Bridge loans are senior secured loans to producers that need immediate funds to prepare for pre-production (down payments for talent, director, locations, etc.) or for projects that are already in the early stages of production. Generally, a bridge lender will make funds available to producers to get them through this period pending full financial closing. Gap loan, pre-sale loan and tax credit loans are document-intensive processes that can sometimes take several months to close, particularly with large institutional bank lenders. In addition, conditions to loan closings generally include, among other things, obtaining deposits and notices of assignments under pre-sale contracts, directions to pay for tax credits, etc., and often don’t coincide with producers’ financial timing requirements. A prudent bridge lender will assess the timing and risks of financial closing, assess its willingness to inherit the underlying loan, and proceed accordingly. More aggressive bridge lenders are sometimes willing to advance funds expected but not yet received from equity investors or production companies.

120dB Films has an extremely cautious approach to bridge loans. Unless the underlying loan that will take out the bridge is one that 120dB Films would be willing to otherwise originate and hold to maturity, then 120dB Films will reject the loan request. Under no circumstance will 120dB Films bridge equity or other non-senior loan commitments. Other criteria for assessing potential bridge loans include the following:

  • confirm expected closing and assess remaining hurdles;
  • determine status of pending legal analysis including clean chain of title, status of contracts, etc.;
  • review contemplated interparty / intercreditor agreements for potential conflicts, impediments to closing;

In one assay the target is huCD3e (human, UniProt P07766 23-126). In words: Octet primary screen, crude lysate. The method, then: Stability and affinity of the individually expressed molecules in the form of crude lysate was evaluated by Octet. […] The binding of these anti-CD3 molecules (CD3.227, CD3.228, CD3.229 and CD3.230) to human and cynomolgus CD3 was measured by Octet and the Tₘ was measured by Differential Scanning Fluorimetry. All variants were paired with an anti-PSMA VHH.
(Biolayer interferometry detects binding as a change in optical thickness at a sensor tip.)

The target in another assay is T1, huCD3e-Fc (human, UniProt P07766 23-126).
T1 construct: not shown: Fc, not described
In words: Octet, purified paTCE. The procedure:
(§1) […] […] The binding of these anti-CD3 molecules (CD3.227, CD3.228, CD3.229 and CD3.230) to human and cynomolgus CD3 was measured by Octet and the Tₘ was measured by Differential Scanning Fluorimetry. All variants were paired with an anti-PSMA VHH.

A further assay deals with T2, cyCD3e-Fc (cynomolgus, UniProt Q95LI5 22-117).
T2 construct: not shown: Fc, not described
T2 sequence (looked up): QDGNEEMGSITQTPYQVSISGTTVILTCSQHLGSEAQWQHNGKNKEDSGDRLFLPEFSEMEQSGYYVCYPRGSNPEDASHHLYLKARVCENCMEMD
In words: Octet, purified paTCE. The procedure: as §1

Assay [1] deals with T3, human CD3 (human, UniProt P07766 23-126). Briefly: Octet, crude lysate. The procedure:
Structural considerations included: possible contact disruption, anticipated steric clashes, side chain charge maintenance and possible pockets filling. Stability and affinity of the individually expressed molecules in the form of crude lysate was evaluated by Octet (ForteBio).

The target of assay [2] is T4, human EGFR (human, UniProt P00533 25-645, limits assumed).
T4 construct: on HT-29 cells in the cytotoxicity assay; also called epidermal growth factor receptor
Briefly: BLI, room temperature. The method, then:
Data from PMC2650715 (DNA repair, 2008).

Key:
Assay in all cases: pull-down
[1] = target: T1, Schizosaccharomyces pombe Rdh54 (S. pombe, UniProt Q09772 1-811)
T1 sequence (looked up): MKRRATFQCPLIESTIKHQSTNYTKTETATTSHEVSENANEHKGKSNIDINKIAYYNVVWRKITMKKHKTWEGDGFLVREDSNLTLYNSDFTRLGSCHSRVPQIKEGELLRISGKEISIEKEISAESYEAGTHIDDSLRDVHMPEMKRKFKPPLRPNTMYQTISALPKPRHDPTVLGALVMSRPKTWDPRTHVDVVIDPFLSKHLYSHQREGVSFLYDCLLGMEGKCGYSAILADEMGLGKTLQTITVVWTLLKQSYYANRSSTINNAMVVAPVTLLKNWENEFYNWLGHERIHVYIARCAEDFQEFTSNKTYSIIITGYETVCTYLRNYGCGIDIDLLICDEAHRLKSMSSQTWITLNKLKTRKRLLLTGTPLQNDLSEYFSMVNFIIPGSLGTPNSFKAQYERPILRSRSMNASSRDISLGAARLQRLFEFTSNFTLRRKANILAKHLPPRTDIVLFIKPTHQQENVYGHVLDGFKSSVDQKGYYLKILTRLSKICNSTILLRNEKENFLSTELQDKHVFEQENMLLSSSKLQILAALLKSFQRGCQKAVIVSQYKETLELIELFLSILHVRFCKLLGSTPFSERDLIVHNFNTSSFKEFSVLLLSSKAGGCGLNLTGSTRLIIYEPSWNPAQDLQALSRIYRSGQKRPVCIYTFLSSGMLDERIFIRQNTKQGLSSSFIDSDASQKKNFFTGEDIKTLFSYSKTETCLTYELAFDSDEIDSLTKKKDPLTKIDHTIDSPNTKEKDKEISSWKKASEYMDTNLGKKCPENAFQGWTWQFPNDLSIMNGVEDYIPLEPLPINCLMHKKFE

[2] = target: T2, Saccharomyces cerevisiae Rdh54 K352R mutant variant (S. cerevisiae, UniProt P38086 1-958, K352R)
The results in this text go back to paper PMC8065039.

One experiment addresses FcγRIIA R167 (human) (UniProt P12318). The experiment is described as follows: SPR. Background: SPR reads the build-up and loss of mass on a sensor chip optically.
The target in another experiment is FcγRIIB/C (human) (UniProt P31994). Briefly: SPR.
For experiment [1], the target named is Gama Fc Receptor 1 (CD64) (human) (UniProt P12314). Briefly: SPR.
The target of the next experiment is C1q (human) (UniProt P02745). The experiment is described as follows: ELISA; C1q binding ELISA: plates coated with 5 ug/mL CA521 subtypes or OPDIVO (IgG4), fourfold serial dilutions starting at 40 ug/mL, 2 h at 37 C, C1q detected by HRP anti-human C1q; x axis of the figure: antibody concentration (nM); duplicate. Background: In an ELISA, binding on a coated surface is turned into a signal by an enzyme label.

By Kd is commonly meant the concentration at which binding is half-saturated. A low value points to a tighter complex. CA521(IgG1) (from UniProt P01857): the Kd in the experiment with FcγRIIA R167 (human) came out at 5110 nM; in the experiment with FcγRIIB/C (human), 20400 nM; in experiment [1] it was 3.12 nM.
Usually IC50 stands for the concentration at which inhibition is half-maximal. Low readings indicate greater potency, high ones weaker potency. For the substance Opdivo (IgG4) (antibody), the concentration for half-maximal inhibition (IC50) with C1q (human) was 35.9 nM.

• communicate with the committed senior lender and obtain status of closing items;
  • conduct similar gap, pre-sale and tax credit analysis to confirm underlying collateral value;
  • review budget, finance plan and completion bond to confirm adequate funds available to complete/deliver/hit bond strike price.

Commitment letter / Long-form legal documentation

Once we achieve comfort with all aspects of the above, 120dB Films issues a binding commitment letter to the prospective borrower outlining the terms and conditions of the offer to finance. In some instances, the letter may precede certain necessary elements being fully in place (future acceptable pre-sales, additional approved casting, etc.), and closing will be subject to satisfaction of such conditions. Due diligence continues until the moment of closing.

After both parties execute the commitment letter, 120dB Films moves to comprehensive legal due diligence and proper loan documentation. 120dB Films believes that their outside counsels’ legal analyses and the loan documentation rival the best in the industry. Necessary documents for closing include, but are not limited to, the following:

  • Loan and Security Agreement: establishes the legal obligations outlining 120dB Films’ financial commitment, the loan terms and conditions, and the various obligations of the borrower. The loan will further be evidenced by a Promissory Note.